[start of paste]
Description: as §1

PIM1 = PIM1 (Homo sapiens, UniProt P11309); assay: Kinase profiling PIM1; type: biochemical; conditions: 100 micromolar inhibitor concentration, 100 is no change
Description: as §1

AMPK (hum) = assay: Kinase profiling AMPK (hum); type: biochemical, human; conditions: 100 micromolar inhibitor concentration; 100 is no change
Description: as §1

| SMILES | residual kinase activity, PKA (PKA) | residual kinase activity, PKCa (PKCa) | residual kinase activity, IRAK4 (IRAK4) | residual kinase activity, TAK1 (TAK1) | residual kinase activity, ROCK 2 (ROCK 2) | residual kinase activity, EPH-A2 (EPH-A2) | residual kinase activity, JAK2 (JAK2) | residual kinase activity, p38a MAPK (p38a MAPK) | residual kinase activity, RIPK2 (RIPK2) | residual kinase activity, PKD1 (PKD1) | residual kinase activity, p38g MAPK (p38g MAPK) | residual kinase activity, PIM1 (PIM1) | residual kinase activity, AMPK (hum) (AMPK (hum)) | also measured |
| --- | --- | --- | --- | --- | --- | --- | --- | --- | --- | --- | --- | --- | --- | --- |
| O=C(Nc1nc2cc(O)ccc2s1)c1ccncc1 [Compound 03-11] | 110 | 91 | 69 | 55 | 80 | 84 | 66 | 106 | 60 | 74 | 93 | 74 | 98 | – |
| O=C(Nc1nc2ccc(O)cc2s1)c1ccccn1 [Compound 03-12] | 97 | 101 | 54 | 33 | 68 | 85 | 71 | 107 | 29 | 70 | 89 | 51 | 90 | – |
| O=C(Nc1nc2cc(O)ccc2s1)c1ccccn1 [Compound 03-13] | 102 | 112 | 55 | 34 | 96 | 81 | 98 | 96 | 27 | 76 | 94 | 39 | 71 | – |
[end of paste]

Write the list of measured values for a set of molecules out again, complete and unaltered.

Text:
Description: as §1

PIM1 = PIM1 (Homo sapiens, UniProt P11309); assay: Kinase profiling PIM1; type: biochemical; conditions: 100 micromolar inhibitor concentration, 100 is no change
Description: as §1

AMPK (hum) = assay: Kinase profiling AMPK (hum); type: biochemical, human; conditions: 100 micromolar inhibitor concentration; 100 is no change
Description: as §1

| SMILES | residual kinase activity, PKA (PKA) | residual kinase activity, PKCa (PKCa) | residual kinase activity, IRAK4 (IRAK4) | residual kinase activity, TAK1 (TAK1) | residual kinase activity, ROCK 2 (ROCK 2) | residual kinase activity, EPH-A2 (EPH-A2) | residual kinase activity, JAK2 (JAK2) | residual kinase activity, p38a MAPK (p38a MAPK) | residual kinase activity, RIPK2 (RIPK2) | residual kinase activity, PKD1 (PKD1) | residual kinase activity, p38g MAPK (p38g MAPK) | residual kinase activity, PIM1 (PIM1) | residual kinase activity, AMPK (hum) (AMPK (hum)) | also measured |
| --- | --- | --- | --- | --- | --- | --- | --- | --- | --- | --- | --- | --- | --- | --- |
| O=C(Nc1nc2cc(O)ccc2s1)c1ccncc1 [Compound 03-11] | 110 | 91 | 69 | 55 | 80 | 84 | 66 | 106 | 60 | 74 | 93 | 74 | 98 | – |
| O=C(Nc1nc2ccc(O)cc2s1)c1ccccn1 [Compound 03-12] | 97 | 101 | 54 | 33 | 68 | 85 | 71 | 107 | 29 | 70 | 89 | 51 | 90 | – |
| O=C(Nc1nc2cc(O)ccc2s1)c1ccccn1 [Compound 03-13] | 102 | 112 | 55 | 34 | 96 | 81 | 98 | 96 | 27 | 76 | 94 | 39 | 71 | – |